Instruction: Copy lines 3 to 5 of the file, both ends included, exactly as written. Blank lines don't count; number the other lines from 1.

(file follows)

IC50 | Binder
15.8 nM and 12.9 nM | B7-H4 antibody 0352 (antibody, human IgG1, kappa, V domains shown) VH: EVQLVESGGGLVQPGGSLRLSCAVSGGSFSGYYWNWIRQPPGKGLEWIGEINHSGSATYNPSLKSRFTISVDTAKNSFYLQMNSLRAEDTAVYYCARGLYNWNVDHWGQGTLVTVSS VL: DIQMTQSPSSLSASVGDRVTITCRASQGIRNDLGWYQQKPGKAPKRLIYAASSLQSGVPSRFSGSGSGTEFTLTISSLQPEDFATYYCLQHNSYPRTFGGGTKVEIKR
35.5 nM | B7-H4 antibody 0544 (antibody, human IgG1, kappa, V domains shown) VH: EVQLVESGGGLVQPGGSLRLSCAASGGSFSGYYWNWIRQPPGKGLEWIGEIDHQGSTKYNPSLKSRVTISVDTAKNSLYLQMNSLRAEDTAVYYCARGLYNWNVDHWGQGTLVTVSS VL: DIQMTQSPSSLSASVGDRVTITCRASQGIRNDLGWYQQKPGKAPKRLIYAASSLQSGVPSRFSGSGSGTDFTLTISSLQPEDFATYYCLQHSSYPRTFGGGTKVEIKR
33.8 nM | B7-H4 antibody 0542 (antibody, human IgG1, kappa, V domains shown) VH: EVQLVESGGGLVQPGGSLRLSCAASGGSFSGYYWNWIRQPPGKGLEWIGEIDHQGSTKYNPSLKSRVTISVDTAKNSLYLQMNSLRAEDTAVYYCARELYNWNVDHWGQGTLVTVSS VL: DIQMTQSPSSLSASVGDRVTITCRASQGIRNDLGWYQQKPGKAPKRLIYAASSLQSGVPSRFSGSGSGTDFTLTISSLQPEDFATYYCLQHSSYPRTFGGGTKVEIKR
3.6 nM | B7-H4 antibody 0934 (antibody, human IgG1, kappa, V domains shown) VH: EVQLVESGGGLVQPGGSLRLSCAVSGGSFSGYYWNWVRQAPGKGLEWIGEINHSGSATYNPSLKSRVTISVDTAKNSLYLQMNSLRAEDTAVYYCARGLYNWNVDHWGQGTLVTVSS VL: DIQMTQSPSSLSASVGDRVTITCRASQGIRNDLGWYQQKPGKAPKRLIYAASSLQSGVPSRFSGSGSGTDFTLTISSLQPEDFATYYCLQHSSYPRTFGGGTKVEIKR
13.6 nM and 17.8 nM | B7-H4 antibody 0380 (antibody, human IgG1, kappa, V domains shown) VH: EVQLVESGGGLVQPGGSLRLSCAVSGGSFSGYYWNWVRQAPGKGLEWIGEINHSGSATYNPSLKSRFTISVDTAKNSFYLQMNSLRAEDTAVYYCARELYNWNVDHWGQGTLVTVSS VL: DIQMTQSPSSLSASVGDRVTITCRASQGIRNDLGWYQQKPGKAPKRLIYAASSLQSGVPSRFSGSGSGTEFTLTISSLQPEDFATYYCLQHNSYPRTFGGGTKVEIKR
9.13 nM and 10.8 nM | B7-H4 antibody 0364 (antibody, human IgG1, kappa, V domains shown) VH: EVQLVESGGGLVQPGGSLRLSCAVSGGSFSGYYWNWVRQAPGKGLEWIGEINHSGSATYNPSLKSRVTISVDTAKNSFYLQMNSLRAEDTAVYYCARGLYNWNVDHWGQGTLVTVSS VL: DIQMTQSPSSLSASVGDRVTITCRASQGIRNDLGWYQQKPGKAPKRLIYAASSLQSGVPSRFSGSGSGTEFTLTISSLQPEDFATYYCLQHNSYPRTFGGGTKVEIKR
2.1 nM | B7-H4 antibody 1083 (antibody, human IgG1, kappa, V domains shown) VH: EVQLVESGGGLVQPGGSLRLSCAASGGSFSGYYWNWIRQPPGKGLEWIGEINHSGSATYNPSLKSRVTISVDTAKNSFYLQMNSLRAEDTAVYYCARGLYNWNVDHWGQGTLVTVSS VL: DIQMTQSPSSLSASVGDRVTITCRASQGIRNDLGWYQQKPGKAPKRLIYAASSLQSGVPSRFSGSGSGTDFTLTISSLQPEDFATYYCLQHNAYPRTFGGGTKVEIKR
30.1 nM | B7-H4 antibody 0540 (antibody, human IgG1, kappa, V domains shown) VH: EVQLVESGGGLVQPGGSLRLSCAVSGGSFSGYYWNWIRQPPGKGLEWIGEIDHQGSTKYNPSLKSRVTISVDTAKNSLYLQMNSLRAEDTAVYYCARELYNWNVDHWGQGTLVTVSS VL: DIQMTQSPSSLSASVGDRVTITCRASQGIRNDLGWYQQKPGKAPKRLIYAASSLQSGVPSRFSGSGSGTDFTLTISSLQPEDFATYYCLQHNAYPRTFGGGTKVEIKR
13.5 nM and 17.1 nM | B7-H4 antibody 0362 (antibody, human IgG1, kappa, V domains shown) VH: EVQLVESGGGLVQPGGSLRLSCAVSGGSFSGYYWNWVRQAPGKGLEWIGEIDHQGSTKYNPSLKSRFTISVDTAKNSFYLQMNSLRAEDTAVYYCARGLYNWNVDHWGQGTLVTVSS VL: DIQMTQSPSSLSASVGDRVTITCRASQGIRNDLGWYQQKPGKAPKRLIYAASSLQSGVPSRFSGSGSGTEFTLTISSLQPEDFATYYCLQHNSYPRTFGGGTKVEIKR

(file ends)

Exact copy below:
35.5 nM | B7-H4 antibody 0544 (antibody, human IgG1, kappa, V domains shown) VH: EVQLVESGGGLVQPGGSLRLSCAASGGSFSGYYWNWIRQPPGKGLEWIGEIDHQGSTKYNPSLKSRVTISVDTAKNSLYLQMNSLRAEDTAVYYCARGLYNWNVDHWGQGTLVTVSS VL: DIQMTQSPSSLSASVGDRVTITCRASQGIRNDLGWYQQKPGKAPKRLIYAASSLQSGVPSRFSGSGSGTDFTLTISSLQPEDFATYYCLQHSSYPRTFGGGTKVEIKR
33.8 nM | B7-H4 antibody 0542 (antibody, human IgG1, kappa, V domains shown) VH: EVQLVESGGGLVQPGGSLRLSCAASGGSFSGYYWNWIRQPPGKGLEWIGEIDHQGSTKYNPSLKSRVTISVDTAKNSLYLQMNSLRAEDTAVYYCARELYNWNVDHWGQGTLVTVSS VL: DIQMTQSPSSLSASVGDRVTITCRASQGIRNDLGWYQQKPGKAPKRLIYAASSLQSGVPSRFSGSGSGTDFTLTISSLQPEDFATYYCLQHSSYPRTFGGGTKVEIKR
3.6 nM | B7-H4 antibody 0934 (antibody, human IgG1, kappa, V domains shown) VH: EVQLVESGGGLVQPGGSLRLSCAVSGGSFSGYYWNWVRQAPGKGLEWIGEINHSGSATYNPSLKSRVTISVDTAKNSLYLQMNSLRAEDTAVYYCARGLYNWNVDHWGQGTLVTVSS VL: DIQMTQSPSSLSASVGDRVTITCRASQGIRNDLGWYQQKPGKAPKRLIYAASSLQSGVPSRFSGSGSGTDFTLTISSLQPEDFATYYCLQHSSYPRTFGGGTKVEIKR